The best way is to place a forefinger vertically between the tip of you nose and your eyebrows and then to follow it out with your eyes (defocused to distance) towards the space between the two images.

Harold
Harold .... it works !! wow

John
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  #469  
Old 24th June 2017
Harold Gough Harold Gough is offline
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Re: Communal flowers, trees, plants and fungi thread

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Originally Posted by Johnheatingman View Post
Harold .... it works !! wow

John
Jammy! It took me weeks.

Enjoy. Take a look at my recent paeony stereo.

Harold
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  #470  
Old 24th June 2017
Harold Gough Harold Gough is offline
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Re: Communal flowers, trees, plants and fungi thread

Cobra Lily Darlingtonia californica

This is a small plant which I purchased this week. They have a reputation of being difficult to keep alive so I have not delayed photographing it. The species is not a "lily" but a relative of Sarracenia and is also an insectivorous bog plant.

This was in overcast daylight but the shiny surface still gave problems.

The stereo is crosseye.

Olympus EM-1, Olympus 4/3 50mm f2 macro, 1/30 at f10.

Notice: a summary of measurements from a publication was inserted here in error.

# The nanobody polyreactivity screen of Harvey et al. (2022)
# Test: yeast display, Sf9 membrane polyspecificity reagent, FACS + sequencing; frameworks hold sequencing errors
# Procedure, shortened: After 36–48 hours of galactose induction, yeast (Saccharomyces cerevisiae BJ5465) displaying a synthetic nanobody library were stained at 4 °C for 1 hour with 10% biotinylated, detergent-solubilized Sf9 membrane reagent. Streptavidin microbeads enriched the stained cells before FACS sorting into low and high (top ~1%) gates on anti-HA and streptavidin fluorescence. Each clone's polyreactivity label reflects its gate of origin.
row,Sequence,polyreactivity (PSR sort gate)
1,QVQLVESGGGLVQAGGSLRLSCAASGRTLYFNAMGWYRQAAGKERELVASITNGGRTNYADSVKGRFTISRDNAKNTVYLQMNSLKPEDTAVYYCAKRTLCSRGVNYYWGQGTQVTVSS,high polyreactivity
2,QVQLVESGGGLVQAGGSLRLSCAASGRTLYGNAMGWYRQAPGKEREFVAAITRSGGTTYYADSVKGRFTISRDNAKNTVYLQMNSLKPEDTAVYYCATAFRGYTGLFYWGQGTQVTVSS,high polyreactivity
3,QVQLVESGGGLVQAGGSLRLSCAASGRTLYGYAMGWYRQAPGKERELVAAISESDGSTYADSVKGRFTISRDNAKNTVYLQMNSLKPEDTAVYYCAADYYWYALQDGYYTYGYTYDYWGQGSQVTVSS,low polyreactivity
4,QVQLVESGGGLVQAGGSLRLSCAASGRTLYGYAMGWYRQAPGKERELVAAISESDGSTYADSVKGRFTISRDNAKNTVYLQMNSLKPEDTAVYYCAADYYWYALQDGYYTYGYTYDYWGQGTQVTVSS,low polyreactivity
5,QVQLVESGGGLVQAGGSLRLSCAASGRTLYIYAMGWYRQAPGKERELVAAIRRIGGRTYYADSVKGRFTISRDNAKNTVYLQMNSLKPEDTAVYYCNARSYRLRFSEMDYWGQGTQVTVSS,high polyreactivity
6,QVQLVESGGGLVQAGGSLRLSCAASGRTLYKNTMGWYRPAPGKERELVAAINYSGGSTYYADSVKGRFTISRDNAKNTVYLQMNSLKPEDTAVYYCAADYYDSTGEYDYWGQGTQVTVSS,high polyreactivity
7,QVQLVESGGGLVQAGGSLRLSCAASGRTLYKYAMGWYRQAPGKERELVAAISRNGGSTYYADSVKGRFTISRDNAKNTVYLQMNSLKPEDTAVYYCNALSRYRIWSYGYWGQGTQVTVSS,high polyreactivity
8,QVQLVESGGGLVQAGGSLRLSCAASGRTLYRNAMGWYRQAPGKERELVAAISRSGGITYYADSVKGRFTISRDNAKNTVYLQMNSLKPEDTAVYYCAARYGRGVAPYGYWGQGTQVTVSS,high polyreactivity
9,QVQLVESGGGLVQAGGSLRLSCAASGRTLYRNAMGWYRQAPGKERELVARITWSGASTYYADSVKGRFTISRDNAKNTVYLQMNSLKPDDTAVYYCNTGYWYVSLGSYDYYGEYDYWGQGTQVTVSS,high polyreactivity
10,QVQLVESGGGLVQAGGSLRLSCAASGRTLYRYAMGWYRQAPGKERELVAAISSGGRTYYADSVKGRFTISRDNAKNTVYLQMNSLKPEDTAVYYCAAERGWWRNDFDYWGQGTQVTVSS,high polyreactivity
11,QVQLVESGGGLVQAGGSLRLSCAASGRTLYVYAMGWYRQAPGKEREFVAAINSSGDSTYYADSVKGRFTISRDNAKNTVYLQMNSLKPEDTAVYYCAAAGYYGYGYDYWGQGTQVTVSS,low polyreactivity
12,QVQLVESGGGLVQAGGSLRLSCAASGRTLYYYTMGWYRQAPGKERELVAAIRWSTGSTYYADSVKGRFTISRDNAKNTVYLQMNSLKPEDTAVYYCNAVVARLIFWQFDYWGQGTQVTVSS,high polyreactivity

Harold



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  #471  
Old 26th June 2017
Harold Gough Harold Gough is offline
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Re: Communal flowers, trees, plants and fungi thread

A Squatter in an Orchid Pot

I had a Calanthe orchid which I photographed and uploaded some images

http://www.fredmiranda.com/forum/topic/1360685/0?

Someone said that the images indicated that the plant had a virus. Well, it did die and there has been no sign of life in the pot until recently. I was all the more surprised to see vigorous growth of very lily-like foliage. The single stem grew taller and taller and then produced flower buds.

I photographed the first flower to open and then three together, the first one a bit past its best. I used 1/50 second at f11 and was a little surprised that the gusty wind in the second session did not cause motion blur. I had to wait for the stem to pause it movement and remain vertical briefly, especially for (crosseye) stereo pairs.

I have no idea how this plant came to be in the pot. Anyway, it is most welcome and the perfume is glorious.